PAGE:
The Biden administration announced Tuesday the federal government will only distribute COVID-19 vaccine doses based on states’ requests going forward, replacing the current system of automatically allocating doses to states based on population.
The move comes amid slowing demand for vaccines in the United States as more Americans are getting their shots. The Biden administration on Tuesday announced 50 percent of U.S. adults have been fully vaccinated.
The new system is meant to cut down on waste while allowing federal officials to redirect vaccines to where they’re needed, according to a senior White House official. That includes sending vaccines abroad as the Biden White House looks to increase its international coronavirus response effort, the official added.
Jeff Zients, the White House coronavirus response coordinator, notified governors of the new allocation on a call Tuesday. Biden has put Zients in charge of leading the administration’s global pandemic response. Zients and his team are working to assess how many doses the U.S. can contribute while still reserving vaccines for unvaccinated adults and newly eligible 12 to 15 year olds.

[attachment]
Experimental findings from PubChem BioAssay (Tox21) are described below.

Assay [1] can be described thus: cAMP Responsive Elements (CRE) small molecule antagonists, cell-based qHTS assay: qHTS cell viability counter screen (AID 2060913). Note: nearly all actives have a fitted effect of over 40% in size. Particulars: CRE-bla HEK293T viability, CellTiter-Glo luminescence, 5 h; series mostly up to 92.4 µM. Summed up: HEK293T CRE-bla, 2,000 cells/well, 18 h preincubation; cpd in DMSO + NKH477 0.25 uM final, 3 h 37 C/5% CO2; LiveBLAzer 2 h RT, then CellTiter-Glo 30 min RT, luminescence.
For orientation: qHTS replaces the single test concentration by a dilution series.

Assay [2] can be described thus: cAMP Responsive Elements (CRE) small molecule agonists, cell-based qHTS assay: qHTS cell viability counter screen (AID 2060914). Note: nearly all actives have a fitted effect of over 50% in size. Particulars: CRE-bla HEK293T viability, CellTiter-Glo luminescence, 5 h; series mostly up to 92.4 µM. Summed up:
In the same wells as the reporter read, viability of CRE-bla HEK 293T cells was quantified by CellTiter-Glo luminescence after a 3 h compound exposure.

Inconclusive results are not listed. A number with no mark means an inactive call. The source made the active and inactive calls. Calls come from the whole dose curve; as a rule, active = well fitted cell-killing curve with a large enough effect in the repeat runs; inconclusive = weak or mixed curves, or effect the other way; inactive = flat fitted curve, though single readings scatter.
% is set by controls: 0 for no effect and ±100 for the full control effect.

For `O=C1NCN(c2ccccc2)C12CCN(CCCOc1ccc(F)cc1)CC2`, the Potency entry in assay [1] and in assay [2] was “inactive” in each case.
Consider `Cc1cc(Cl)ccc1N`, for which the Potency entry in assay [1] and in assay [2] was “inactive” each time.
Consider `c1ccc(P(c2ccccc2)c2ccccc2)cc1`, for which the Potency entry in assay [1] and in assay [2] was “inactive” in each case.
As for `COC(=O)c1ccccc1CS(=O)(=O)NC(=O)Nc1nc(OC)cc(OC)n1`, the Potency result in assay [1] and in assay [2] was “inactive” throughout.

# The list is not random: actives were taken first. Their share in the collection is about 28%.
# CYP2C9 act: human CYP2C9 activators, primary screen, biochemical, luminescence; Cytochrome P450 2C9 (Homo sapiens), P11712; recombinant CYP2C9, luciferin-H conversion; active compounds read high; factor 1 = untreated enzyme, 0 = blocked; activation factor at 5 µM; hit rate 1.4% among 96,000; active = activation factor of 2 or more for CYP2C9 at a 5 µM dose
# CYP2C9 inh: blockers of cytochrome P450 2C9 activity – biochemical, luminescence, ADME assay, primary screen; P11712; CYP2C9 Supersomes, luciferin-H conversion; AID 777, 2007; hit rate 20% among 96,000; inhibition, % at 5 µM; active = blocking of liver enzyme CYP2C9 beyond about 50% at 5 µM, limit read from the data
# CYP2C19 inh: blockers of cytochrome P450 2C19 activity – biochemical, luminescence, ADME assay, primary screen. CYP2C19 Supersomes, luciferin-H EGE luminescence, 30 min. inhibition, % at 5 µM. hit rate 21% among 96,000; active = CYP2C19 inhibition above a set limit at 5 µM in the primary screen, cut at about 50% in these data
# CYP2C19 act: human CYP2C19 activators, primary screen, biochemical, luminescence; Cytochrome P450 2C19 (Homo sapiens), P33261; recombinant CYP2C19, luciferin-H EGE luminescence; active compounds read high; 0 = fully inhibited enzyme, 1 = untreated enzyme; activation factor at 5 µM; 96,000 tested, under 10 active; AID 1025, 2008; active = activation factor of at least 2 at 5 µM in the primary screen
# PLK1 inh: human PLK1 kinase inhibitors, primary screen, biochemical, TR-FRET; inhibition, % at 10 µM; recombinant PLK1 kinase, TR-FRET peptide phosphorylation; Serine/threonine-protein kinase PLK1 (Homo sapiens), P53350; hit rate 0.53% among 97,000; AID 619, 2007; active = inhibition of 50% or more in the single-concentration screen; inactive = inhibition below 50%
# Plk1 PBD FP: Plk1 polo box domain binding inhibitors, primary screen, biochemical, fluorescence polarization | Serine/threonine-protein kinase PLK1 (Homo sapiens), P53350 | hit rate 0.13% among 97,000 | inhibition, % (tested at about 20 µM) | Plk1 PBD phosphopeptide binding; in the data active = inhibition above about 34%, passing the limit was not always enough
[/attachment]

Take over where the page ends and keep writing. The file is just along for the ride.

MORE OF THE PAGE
President Biden has been criticized for not sending more vaccine doses abroad, as dozens of countries are still struggling to secure vaccine supplies while cases are skyrocketing in places like India and Brazil. Biden announced earlier this month the U.S. will send 20 million U.S.-approved doses to other countries, in addition to his previous commitment of 60 million AstraZeneca doses to aid the global fight. Biden has previously committed $4 billion for a global program to provide vaccine access for low-income countries, known as Covax.